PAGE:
What we’re trying to replicate is forests that are going to survive as the climate continues to change.
Circling back to the carbon offsets, how does one go about to purchase them?
Generally, it’s a direct transaction with DroneSeed, probably with me. We are doing it on a project-by-project basis and generally selling from a specific project.
We’re in a fluid moment in the market right now, where you have numerous asset types and methodologies. So, each purchase requires a significant amount of due diligence on the part of the buyer. We welcome that scrutiny, because we think we’re developing high-quality carbon removals, designed for permanence and durability.
As the climate changes, I do think if the market is going to reach the scale that we’re predicting, of tens of billions of dollars annually in 2030 and beyond, there is going to have to be a consolidation of the accepted offset types and methodologies to a few trusted standards, so that can support larger transactions with less friction. It’s easier to do project-specific due diligence when you’re buying small amounts. And you need to do that when there’s so many different methodologies out there. But if this is a market that’s 20 times the size of today, it needs to be more liquid.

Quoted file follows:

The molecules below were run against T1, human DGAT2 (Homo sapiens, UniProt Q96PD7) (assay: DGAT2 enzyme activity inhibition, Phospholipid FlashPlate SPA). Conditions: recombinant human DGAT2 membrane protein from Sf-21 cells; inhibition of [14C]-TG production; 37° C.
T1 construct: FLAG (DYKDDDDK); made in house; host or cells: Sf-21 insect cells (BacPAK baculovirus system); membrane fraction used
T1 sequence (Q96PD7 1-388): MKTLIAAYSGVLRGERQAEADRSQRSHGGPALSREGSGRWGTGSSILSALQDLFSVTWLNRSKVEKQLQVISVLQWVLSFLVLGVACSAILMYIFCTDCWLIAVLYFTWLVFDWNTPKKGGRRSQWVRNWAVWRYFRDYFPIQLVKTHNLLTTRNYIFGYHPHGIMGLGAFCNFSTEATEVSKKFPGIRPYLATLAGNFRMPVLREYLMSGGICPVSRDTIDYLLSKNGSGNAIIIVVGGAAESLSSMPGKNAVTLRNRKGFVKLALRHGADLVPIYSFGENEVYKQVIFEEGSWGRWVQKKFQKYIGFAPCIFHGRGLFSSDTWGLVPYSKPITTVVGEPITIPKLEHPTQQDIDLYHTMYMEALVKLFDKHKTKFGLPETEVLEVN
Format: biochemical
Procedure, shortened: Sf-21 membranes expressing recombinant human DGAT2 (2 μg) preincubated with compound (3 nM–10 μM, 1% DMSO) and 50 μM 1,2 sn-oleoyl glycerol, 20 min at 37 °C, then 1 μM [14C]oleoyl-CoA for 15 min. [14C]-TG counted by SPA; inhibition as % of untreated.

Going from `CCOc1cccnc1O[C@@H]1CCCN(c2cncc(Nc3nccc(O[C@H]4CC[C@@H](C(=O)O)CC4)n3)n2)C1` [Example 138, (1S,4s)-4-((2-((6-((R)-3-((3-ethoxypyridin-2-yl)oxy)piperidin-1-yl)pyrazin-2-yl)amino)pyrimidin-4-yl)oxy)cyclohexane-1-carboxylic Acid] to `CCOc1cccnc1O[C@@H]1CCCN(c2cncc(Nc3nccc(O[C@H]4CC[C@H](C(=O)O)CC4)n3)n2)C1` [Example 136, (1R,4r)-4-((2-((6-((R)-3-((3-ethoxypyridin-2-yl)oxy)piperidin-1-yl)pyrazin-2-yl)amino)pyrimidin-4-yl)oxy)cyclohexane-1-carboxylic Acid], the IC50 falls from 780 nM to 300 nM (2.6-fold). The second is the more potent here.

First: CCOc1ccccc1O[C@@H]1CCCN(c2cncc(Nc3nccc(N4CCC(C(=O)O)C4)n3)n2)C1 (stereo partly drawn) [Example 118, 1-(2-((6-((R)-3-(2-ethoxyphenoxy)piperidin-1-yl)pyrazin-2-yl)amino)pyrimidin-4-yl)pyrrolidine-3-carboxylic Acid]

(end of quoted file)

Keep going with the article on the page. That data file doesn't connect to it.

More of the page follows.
This year you closed a large deal with Shopify for the removal of 50,000 tons of CO2. Are there any other big clients of such scale?
Yes. These are the public names, there are some other buyers that will be public, hopefully sometime soon. Aside from Shopify, we’ve also sold offsets to AT&T and Arbor Day, to Carbon Title, which is a company in the real estate decarbonization space, and to CO2.
Buyers are looking at our product as sort of differentiated and premium because of the strong additionality of doing removal by reforestation on post-wildfire sites, for the permanence that we are ensuring through these perpetual conservation easements.
What’s in the pipeline for DroneSeed? What are the plans for future expansion?
I do think that our focus right now is really on scaling the post-wildfire reforestation strategy in the western US because there’s so much work to be done. Even if the fires all stopped burning right now, there’s still many millions of acres that need to be reforested and restored.
In addition to Oregon, we have projects under development or under evaluation in California and Montana, and New Mexico. So, we’re focused on those and other adjoining states. To support that scaling, we’re going to continue to invest in our supply chain and expand our capacity to collect and store more seeds, to grow more seedlings, and reforest more acres.
Read more: Shopify Backs 9 New Carbon Removal Companies